Saturday, June 03, 2006

Just say yes


Twice now I have publicly identified myself as a vegetarian.

The first announcement came at a business meeting a few weeks ago. The meeting was held from 10 AM to 2 PM in the client’s office. Gail, the client’s project manager, had ordered food from a nearby kosher deli. Along with potato salad, cole slaw, dill pickles, chips, cookies and assorted drinks were sandwiches -- corned beef, pastrami, and turkey -- containing at least a pound of meat each. I ate everything except the sandwiches. When Gail asked me if I was a vegetarian, I said yes. In a business setting it didn’t seem appropriate to explain my concerns over the healthiness of meat due to today's industrialized farming methods or my hope that eating a low-fat vegetarian diet will result in weight loss. I just answered the question with a simple "yes", and voila! Like magic, I was a vegetarian. The only conversation on the subject focused on whether I had enough to eat. It wasn’t a difficult conversation because Gail, who is Jewish but not kosher, had ordered “regular” food at the last lunch meeting, leaving our salesman, who is Jewish and kosher, with nothing to eat except chips and Girl Scout cookies. Gail made some joke about not being able to please all of the people all of the time and then promptly changed the subject, but not before I felt everyone’s vague discomfort at my "yes" to the vegetarian question and their pity if they looked at my plate.

The second vegetarian proclamation also occurred at a business lunch, this time with co-workers. We all went to Chinatown to eat at a Vietnamese restaurant. As we were selecting dishes that we would share family-style, Lou said, “Linda, you’re a vegetarian now, right?” And in front of six people whom I see every weekday, I answered yes. I didn’t feel any more comfortable than a few weeks ago at that business lunch where some people were total strangers. This time the concern was slightly different. They wanted me to be able to sample as many of the family-style selections as possible. Since I eat fish, I was able to sample everything except two dishes. And in good family-style tradition, they all tried my spicy tofu with vegetables. Everyone said it was perhaps the best tofu they had ever tasted. Considering that several people were meat-eating men who seemed uncomfortable even saying the word tofu, I took this as a meaningful gesture of friendship!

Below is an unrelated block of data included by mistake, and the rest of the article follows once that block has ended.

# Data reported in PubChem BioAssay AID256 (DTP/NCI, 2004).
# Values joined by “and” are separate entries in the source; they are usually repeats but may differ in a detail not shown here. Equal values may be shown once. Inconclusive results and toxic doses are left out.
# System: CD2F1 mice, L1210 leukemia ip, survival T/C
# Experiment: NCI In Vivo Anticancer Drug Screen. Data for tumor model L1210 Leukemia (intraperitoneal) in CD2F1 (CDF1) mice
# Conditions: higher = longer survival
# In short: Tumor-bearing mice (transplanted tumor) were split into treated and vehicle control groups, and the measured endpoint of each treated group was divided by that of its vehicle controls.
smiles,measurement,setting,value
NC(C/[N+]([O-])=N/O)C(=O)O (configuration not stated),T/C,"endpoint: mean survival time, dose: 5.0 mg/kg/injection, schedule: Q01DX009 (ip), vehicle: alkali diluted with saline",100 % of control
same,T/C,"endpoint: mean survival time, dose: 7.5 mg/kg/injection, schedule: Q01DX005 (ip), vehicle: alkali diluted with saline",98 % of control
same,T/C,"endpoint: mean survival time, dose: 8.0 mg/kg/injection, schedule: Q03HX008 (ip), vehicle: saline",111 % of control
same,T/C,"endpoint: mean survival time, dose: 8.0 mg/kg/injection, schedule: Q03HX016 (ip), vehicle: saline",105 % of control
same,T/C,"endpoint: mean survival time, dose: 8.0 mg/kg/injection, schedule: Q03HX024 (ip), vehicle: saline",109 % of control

Both situations made me aware that I’ve assumed a label -- and in some situations, a stigma. If you have a food allergy, people know you have no choice but to avoid certain foods. If you are overweight and dieting, people assume you have positive motivations: good health and good looks. But if you’re a vegetarian, whatever the reason, you are just plain weird. I didn’t actually realize how uncomfortable the vegetarian label, regardless of its definition, can make some people. They are uncomfortable even if I'm not.

While I might see becoming a vegetarian as a process, others obviously see it differently. If you answer "yes" to the vegetarian question, you are a vegetarian. End of story. Wouldn’t it be great if all major life changes were that simple!


© 2006, Linda Mason Hood
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2 comments:

amy said...

very cool post -- i've been there, too... we should get dinner after MMF one of these days!

mbg said...

Congrats for saying yes and officially joining the meat-free club. I haven't experienced weird comments or looks for being a veggie for many years, but when I first became a vegetarian, I was a teenager, so of course everyone assumed I was just being difficult and picky. One summer,when I was 17, the cook in the program I worked for refused to make me any food special without meat in it (including spaghetti sauce, omlettes, etc.) because she thought I was being a spoiled brat. I ate a lot of plain pasta that summer. Luckily it's more acceptable today. Hopefully you'll start to get positive comments on your decision once people are used to you being a vegetarian.